Handicapping Magic presents a comprehensive approach to handicapping the thoroughbred horse race. It's not just another book by an expert showing how good he is. Instead, the techniques are explained step by step and there are dozens of real life examples. Complete instructions on calculating the Fulcrum Pace, Pace Balanced Speed Numbers, Projected Power Fractions, Form Cycle Windows, and much more are provided. The book also contains valuable advice on avoiding the Seven Illusions that can defeat the player, and how to answer the Seven Magic Questions in a Race. Most importantly, the real meaning of the overlay--a true value bet--is revealed and the book will show you how to find them and capitalize from them. The techniques revealed in this book are so simple and straightforward, so easy to use that it will truly seem like Handicapping Magic!
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Michael Pizzolla is an attorney by training and an avid professional-level handicapper. Michael has taught seminars on handicapping throughout the country, showing thousands of players a simpler way to handicap. Michael is recognized as one of the pioneers of computer handicapping and has with his colleague Eric Langjahr, created state-of-the-art computer software packages for handicappers.Excerpt. © Reprinted by permission. All rights reserved.:
Foreword By Charles Carroll, author of Handicapping Speed
With Handicapping Magic, Michael Pizzolla sets a new milestone in the working literature of horse racing. This book presents, in a logical, step-by-step fashion, how one of the great players in horse race betting thinks and works.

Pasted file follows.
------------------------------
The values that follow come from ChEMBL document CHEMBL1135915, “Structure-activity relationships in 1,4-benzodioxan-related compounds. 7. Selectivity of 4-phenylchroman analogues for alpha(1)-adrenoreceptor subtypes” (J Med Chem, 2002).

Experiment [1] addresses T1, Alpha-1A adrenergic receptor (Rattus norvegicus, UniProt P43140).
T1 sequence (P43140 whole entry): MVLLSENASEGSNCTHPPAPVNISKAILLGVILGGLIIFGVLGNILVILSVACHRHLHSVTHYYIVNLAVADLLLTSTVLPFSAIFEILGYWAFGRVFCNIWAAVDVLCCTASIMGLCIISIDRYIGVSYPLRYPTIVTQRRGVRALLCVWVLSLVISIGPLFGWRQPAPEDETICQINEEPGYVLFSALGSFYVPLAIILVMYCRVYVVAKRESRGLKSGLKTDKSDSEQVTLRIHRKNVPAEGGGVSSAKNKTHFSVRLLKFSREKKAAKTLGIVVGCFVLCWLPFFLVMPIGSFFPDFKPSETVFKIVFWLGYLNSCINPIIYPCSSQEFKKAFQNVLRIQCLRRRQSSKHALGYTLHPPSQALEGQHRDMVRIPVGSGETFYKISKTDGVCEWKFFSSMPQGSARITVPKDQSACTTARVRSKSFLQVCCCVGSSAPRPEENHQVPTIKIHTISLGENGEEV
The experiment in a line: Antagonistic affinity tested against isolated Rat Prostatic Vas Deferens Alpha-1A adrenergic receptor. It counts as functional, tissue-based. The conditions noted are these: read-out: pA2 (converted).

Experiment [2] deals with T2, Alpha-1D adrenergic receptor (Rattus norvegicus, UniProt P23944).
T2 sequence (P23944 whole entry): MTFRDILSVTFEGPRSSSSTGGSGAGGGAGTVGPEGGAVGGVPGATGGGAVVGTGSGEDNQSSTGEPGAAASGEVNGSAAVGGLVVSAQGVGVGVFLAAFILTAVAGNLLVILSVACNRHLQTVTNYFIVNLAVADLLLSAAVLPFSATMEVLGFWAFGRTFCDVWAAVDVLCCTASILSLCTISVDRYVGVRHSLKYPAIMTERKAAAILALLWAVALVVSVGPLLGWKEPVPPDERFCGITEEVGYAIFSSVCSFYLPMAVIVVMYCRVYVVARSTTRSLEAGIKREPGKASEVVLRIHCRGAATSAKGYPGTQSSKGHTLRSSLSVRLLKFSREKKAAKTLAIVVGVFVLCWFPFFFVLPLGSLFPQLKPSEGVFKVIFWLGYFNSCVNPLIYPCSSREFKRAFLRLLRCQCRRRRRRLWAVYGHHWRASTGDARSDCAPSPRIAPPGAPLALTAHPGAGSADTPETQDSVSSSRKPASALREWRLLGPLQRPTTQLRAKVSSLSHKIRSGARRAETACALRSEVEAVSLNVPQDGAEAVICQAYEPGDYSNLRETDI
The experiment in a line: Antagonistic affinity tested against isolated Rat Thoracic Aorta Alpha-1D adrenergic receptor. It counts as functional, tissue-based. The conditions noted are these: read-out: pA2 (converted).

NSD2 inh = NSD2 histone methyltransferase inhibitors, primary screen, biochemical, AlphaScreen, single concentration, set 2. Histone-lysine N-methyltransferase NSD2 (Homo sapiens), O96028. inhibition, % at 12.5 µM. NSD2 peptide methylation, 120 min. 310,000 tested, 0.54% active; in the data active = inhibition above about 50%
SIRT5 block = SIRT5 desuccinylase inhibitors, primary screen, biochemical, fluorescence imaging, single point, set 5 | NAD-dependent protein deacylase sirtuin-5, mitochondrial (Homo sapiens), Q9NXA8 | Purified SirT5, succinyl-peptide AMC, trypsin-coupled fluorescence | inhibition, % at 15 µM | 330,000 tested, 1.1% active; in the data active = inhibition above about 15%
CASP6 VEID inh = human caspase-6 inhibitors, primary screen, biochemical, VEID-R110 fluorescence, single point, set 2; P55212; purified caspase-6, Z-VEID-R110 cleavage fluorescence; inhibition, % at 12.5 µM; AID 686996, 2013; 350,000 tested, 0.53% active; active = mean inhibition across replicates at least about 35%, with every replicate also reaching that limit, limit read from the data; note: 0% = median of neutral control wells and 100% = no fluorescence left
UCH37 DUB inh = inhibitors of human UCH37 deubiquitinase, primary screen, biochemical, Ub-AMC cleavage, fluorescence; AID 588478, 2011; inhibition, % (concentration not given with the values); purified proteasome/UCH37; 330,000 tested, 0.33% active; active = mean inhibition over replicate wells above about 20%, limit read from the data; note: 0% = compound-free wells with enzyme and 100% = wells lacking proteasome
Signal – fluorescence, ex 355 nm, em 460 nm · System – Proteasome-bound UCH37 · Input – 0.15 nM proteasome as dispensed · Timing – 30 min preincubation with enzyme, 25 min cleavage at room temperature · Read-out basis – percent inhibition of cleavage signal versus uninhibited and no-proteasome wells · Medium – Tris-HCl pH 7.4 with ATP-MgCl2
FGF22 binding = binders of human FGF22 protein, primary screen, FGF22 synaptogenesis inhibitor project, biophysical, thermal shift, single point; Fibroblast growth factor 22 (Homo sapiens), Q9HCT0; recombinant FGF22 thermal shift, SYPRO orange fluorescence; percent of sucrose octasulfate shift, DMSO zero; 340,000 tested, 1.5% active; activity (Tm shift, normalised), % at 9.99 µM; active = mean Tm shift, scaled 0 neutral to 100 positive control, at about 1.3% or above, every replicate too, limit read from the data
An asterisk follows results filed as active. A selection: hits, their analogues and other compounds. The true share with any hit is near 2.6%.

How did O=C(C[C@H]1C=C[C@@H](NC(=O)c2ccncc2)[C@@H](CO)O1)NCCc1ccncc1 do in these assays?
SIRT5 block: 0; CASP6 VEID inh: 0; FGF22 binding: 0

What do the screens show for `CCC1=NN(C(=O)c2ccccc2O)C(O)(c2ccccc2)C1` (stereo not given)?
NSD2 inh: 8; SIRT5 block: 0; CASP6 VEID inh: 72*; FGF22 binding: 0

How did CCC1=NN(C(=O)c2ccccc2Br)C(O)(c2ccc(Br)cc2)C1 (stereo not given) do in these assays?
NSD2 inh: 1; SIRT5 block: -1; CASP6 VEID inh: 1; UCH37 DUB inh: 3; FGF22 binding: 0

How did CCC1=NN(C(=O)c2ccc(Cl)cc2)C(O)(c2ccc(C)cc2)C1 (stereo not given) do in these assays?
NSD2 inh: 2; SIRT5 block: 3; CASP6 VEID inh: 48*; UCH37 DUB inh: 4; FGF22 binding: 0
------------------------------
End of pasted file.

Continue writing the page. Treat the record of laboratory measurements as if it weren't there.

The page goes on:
Importantly—for anyone interested in becoming a “great player” him- or herself—this book is consciously and carefully crafted to build from basic principles through complex ideas. Since these ideas encompass everything from shedding widely held misconceptions through actual betting strategies (the most ignored topic in “handicapping”), they in fact comprise a new paradigm for handicapping and betting. “Paradigm” sounds a lot like “pair-a-dime,” and there is an old saying that, “Two paradigms won’t buy you a cup of coffee.”
But this one will—and maybe a lot more, if you will accept one simple premise from the beginning. The premise is this: successful horse race bettors work for a living.
Pizzolla begins with the “Seven Limiting Illusions,” which many handicappers labor under, sometimes all their lives. I would add the eighth one, from the premise above, because I hear it, in some form, all the time—the illusion that this sport should somehow be easy. There is an image, even among some who should know better, that a successful horseplayer just spends a little time each day with “The Form,” or even less with a computer program, makes big bets, and lives a glamorous life. That illusion includes the notion that, “If I only had the money to make big bets, I could do the same.” There are two facts to the contrary. First, every successful player I have ever met works very hard and, second, if an unsuccessful player is losing with two-dollar bets, then two-thousand-dollar bets will only multiply the losses—by a thousand.